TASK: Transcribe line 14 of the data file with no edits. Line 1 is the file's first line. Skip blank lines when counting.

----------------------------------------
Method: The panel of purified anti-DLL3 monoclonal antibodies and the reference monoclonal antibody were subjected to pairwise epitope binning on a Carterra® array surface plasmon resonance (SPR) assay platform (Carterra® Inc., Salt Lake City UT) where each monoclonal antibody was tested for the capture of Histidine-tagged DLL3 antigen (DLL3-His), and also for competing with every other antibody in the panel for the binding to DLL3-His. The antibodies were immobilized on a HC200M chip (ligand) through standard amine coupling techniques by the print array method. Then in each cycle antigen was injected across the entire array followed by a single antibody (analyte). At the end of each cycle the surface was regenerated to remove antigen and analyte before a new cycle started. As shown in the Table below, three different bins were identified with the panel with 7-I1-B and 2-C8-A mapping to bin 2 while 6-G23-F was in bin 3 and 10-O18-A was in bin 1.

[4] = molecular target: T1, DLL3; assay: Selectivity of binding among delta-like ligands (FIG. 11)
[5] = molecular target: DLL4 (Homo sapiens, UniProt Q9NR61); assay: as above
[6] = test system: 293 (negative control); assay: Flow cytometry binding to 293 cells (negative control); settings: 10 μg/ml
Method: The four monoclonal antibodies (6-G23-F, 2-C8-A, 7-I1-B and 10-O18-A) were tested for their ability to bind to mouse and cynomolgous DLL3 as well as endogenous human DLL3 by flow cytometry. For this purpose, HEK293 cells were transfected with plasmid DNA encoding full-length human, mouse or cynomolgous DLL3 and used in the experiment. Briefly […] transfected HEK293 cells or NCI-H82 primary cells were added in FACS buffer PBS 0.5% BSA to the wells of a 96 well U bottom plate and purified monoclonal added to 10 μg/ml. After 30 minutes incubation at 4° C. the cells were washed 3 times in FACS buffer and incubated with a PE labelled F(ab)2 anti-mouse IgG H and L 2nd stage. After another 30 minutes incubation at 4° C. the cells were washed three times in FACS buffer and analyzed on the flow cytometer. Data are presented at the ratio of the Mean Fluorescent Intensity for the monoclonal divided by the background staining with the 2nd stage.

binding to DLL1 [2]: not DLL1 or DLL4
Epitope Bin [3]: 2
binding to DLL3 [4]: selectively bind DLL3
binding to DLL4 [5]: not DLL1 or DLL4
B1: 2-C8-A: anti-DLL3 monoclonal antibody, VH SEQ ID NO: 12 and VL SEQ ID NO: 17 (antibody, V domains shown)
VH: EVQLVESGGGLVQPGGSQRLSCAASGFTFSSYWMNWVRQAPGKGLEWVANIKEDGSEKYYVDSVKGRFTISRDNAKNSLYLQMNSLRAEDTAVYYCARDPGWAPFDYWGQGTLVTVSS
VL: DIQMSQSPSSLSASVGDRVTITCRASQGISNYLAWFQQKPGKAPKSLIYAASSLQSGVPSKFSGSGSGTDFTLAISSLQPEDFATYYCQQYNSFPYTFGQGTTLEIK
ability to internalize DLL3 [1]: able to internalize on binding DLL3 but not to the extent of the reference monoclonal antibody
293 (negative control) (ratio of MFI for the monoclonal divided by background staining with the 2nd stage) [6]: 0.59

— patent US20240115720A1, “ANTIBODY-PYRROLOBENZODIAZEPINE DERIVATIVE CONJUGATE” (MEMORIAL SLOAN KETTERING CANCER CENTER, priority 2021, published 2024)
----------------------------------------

293 (negative control) (ratio of MFI for the monoclonal divided by background staining with the 2nd stage) [6]: 0.59